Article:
If you're a Corning (NYSE:GLW) shareholder, and feeling a bit of neck pain this morning, then that's only to be expected. Recent good news at the company, followed by the sudden emergence of "bad news" yesterday, followed by the near-4% surge in stock price at Corning, could give anyone a nasty case of whiplash.

When Best Buy (NYSE:BBY) highlighted its strong LCD TV sales last month, fellow Fool Mike Pienciak called this "good news" for the LCD glass manufacturer. When Target (NYSE:TGT) said LCDs were one of its sales drivers as well, the bull thesis for Corning got even brighter. Along with Wal-Mart (NYSE:WMT) and Sears (NASDAQ:SHLD), these companies make up the four horsemen of the Big-Boxocalypse in American electronics retailing. It only makes sense that good news for the retailers would be good news for LCD upstream player Corning.

But what does it mean when we learn that somewhere "midstream" in the LCD glass-to-panel-to-set-to-finished product continuum, things are looking more turbulent?

People who live in LCD glass houses shouldn't stow ... panels
Yesterday we learned that LG Display (NYSE:LPL) -- one of the biggest players in LCD TV-Land -- sees inventories of LCD panels surging toward year-end, and extending into early next year. The observation comes as an especial surprise in light of LG Display's other announcement yesterday -- that it plans to sink as much as $4 billion into a joint venture to build a panel plant in Guangzhou, China.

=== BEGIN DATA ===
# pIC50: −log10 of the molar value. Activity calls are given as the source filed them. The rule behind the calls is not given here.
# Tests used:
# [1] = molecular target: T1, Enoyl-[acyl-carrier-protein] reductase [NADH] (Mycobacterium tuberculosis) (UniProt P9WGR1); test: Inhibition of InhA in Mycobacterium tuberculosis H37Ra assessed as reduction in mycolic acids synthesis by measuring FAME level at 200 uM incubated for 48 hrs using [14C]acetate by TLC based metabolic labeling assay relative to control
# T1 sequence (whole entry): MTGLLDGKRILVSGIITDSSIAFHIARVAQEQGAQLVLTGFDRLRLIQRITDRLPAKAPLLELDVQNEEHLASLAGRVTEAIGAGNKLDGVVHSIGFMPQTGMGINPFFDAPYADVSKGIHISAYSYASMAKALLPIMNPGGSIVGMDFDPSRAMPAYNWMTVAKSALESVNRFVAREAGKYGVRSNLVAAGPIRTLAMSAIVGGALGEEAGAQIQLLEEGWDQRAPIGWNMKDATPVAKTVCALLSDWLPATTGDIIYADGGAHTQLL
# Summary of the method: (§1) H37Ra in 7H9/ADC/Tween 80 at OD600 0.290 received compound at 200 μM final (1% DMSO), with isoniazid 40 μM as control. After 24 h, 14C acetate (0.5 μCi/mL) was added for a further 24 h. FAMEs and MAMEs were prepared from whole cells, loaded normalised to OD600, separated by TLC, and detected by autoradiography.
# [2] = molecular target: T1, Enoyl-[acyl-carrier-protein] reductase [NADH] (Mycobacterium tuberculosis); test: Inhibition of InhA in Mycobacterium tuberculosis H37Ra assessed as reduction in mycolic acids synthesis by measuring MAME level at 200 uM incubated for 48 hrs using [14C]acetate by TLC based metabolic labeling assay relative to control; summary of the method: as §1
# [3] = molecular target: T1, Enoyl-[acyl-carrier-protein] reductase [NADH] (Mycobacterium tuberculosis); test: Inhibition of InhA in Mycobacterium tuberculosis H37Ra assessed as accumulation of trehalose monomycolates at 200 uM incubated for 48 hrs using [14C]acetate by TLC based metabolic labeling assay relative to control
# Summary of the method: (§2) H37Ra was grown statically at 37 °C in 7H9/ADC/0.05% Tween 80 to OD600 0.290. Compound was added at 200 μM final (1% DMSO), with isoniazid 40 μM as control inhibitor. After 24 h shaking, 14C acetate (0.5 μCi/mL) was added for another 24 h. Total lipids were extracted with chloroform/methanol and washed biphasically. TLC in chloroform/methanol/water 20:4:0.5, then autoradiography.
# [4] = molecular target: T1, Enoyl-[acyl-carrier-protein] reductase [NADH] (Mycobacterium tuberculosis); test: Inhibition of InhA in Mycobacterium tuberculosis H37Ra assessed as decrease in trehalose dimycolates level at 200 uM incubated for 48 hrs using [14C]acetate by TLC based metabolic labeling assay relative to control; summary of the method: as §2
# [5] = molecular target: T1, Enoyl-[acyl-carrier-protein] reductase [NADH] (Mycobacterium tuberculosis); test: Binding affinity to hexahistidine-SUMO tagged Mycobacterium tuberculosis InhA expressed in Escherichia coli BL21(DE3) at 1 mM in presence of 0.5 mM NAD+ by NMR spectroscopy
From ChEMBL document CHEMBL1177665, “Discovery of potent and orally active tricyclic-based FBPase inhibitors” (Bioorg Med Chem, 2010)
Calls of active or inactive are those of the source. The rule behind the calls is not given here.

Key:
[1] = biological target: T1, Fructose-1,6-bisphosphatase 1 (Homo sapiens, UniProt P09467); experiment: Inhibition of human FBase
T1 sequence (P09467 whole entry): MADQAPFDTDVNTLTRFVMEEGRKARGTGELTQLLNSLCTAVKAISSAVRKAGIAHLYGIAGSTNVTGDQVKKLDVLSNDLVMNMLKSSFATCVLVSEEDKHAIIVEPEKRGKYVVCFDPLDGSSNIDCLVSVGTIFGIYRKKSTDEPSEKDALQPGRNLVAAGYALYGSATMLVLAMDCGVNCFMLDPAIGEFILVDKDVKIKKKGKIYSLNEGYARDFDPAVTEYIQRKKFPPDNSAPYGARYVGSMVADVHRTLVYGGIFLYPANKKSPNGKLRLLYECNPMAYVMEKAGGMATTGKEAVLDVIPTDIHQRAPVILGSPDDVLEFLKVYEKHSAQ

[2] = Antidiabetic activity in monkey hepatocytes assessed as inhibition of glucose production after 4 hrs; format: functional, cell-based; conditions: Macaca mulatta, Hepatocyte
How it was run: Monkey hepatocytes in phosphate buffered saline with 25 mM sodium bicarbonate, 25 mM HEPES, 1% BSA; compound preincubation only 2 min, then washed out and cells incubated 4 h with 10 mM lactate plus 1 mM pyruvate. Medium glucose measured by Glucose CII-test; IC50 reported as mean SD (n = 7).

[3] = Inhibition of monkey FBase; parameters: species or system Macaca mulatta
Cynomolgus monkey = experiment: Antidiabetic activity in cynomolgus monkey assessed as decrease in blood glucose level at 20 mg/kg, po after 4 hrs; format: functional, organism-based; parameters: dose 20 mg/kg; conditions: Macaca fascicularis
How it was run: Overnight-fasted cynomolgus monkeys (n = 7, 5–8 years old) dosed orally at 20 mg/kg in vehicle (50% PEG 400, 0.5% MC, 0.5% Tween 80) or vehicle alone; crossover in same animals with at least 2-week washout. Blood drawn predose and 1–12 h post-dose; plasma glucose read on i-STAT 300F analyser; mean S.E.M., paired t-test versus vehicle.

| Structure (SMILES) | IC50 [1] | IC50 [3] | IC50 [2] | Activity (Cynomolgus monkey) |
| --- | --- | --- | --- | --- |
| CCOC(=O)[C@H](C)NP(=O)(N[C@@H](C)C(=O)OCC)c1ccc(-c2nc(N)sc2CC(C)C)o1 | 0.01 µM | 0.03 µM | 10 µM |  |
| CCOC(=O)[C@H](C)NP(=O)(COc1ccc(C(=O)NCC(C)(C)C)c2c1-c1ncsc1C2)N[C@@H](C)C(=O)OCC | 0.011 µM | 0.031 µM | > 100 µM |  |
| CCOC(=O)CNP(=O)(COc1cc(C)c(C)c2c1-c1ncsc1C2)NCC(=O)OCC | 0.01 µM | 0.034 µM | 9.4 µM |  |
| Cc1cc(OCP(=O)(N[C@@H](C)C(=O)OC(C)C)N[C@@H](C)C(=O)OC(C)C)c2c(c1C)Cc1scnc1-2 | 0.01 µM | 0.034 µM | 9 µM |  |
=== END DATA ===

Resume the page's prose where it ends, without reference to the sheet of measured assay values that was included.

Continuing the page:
Why, one might ask, would LG Display decide to expand capacity in the face of a looming supply glut? It doesn't make sense -- until you consider the context:

  • Fact No. 1: Panel supplies may rise in the short term, but as LG Display confides, sales are surging too. In fact, the company predicts sales will be up nearly 50% year over year in 2009.
  • Fact No. 2: Much of the sales growth is coming from within China itself -- a market far from saturated. LG Display seems to think this trend has legs, and considering that it will take "at least two to three years" to complete the Guangzhou plant, the impact on near-term panel supplies should be, well -- nonexistant.

Foolish takeaway
Short-term, LG Display's comments don't sound particularly encouraging for Corning. Longer term, however, both LG Display's words and its actions in China suggest that LCD glass demand is only going to rise. And that, friends, is great news for Corning.

Fool contributor Rich Smith does not own shares of any company named above. Best Buy is a Motley Fool Stock Advisor pick. Best Buy, Sears Holdings, and Wal-Mart Stores are Motley Fool Inside Value selections. The Fool owns shares of Best Buy. The Motley Fool has a disclosure policy.